Integrated approach to coal mine recommissioning delivers maximum benefit

Thursday, 12 October, 2017 | Supplied by: Chute Technology

A three-pronged approach to mine rehabilitation and recommissioning has paid handsome time, cost-efficiency and community dividends for Glencore as it brings its Integra coal mine in the Hunter Valley back into production.

Integra commissioned the Chute Technology engineering partnership to handle in an integrated way a succession of tasks vital to the mine’s reintroduction that would normally be handled in separate stages, taking longer to coordinate and costing more. The result has been completion on time and on budget for the complex series of tasks, within the narrow nine-week window of time required by Integra. The mine was on schedule to deliver first coal from the longwall by mid-year and continues to build workforce numbers. Glencore made the decision to reopen the Integra underground mine in 2016 after purchasing it from former owner Vale in 2015. The mine had been in care and maintenance since 2014.

“Integra was very smart in the way it approached this recommissioning,” said Chute Technology Partner Tom Woods. “Thanks to the integration of tasks and our productive partnership with Integra’s on-site team, we not only got our components of the process chain up and running in the required time frame, but we also boosted capacity and resolved output issues with old plant not suited to higher volumes. The reopening of Integra has been very well received across the Hunter industry.

“The recommissioning process was handled in a very different way from a typical mine rehab piecemeal approach of solving problems in one area of plant, only to see further delay as production bottlenecks are then discovered further up the line. It’s like shooting ducks in a row — the ducks just keep on popping up. You have to take an integrated approach that goes to the root of systemic issues,” said Woods.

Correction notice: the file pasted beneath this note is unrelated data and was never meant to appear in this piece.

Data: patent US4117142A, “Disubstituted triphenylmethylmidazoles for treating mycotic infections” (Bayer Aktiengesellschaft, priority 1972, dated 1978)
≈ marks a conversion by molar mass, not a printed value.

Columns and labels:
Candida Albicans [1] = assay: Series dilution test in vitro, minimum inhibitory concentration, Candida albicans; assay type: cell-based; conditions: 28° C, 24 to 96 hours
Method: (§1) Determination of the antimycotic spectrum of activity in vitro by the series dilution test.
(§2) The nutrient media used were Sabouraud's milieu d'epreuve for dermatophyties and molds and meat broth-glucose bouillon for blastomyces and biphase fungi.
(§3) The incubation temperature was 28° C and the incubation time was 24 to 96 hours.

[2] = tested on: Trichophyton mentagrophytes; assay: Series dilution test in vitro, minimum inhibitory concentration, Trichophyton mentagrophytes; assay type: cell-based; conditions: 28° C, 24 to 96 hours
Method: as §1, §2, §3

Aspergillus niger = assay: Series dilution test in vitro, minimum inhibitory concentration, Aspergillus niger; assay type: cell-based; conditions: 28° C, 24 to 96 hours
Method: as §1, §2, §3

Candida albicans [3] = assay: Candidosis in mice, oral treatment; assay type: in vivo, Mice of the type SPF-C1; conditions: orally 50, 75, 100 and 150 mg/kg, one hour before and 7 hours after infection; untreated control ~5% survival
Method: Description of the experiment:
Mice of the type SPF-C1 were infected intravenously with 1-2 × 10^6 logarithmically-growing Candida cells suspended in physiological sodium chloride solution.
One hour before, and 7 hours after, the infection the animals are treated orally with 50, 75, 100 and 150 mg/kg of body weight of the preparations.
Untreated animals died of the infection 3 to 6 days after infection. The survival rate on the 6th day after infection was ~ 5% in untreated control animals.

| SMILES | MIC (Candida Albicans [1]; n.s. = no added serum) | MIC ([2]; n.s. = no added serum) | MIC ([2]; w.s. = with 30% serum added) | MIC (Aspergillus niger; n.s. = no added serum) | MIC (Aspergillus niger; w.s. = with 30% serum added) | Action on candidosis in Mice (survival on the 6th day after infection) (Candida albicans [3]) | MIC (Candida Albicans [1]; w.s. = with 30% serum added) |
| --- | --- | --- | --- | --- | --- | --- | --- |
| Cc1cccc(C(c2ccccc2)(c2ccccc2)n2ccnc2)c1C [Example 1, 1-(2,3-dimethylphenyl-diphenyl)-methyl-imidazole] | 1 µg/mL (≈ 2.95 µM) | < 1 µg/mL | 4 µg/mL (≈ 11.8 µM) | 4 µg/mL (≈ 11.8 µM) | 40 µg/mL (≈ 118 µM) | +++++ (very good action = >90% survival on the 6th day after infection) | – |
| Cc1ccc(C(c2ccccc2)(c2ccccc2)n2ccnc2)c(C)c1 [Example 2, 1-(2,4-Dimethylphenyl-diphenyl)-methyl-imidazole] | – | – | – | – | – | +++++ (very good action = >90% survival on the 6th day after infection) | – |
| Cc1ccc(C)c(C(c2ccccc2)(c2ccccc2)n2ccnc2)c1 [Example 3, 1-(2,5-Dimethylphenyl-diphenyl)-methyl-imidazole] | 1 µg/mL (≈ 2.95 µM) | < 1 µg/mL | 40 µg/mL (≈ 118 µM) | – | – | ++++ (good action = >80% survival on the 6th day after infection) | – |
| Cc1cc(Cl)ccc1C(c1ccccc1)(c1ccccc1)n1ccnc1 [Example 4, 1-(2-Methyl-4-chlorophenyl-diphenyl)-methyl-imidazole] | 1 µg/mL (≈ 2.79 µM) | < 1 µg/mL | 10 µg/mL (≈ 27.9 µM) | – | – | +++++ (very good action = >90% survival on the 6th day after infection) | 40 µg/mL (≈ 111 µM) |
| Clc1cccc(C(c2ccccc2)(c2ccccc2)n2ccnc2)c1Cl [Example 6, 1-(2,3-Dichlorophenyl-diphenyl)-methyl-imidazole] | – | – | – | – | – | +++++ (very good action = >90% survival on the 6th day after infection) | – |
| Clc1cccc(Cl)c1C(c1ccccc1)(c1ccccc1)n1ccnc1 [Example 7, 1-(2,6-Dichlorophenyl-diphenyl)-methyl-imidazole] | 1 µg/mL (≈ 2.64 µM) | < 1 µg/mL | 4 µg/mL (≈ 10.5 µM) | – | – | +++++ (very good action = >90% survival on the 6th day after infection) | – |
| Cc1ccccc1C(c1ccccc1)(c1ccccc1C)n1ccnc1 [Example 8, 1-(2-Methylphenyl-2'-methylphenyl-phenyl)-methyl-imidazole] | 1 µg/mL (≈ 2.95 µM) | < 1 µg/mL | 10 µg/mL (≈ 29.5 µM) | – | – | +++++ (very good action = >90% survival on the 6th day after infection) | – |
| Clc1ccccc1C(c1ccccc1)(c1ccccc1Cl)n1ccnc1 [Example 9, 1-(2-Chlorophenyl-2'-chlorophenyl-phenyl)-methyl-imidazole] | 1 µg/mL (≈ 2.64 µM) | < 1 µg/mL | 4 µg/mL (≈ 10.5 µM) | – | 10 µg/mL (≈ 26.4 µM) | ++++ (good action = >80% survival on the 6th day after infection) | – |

Essential to such an integrated approach are elements such as diagnostics, structural audits, DEM modelling, finite element analysis (FEA), process design, detailing, one-stop manufacturing processes and the ability to provide complete turnkey projects. Chute Technology worked directly in partnership with the mine managers and engineers, so that they were able to have ownership in the design and get the results they wanted.

Chute Technology’s task began with a full structural audit of the surface conveyor system, which was carried out on the same day it was requested.

“Our visual site inspection of the conveyor system told us immediately that this was going to be a very challenging project to complete in a short period of time, because the mine needed to be and running by February 2017,” said Woods. “So we put together a fully costed schedule of the quickest time frame to have development coal running on the belt to drop on the surface. The project scope included design, manufacture of new equipment, repair and optimum re-use of old equipment, and introduction of a temporary overland radial stack-out conveyor system for the development coal only.

“The job was a diverse one — which included new hoods, spoons, chutes, structures and transfer towers — but we managed to get development coal on the surface on 23 February 2017.”

The task involved a design and build time of nine weeks from the time the project scope was finalised, overcoming major challenges including: a short time frame for the number of tasks involved; the redesigning of new conveyors; the sourcing of specific appropriate equipment over the Christmas–New Year period; and thoroughly understanding the mine’s specific procedures and how best to meet partners’ expectations and expedite throughput.

“For cost efficiency and speed, we incorporated a maximum of modified and re-used existing infrastructure from the Integra site and other Glencore mine sites. This conservation of valuable resources was undertaken specifically to achieve the best, safest, most cost-effective and time-efficient frame for this project.”

Benefits have been immediate. “The revitalised conveyor system is working to its designed capacity and working well,” said Woods. “As a result of the success, we have also been engaged by the mine to further streamline and enhance production by redesigning, manufacturing and trial assembling, in our workshop, a complete new tail end, transfer point, hood and spoon for the bottom of the drift conveyor, so as to accommodate longwall coal.”

Image caption: Glencore Integra Engineering Manager David Young and Operations Manager Peter Ostermann in front of some of the plant involved in the project.

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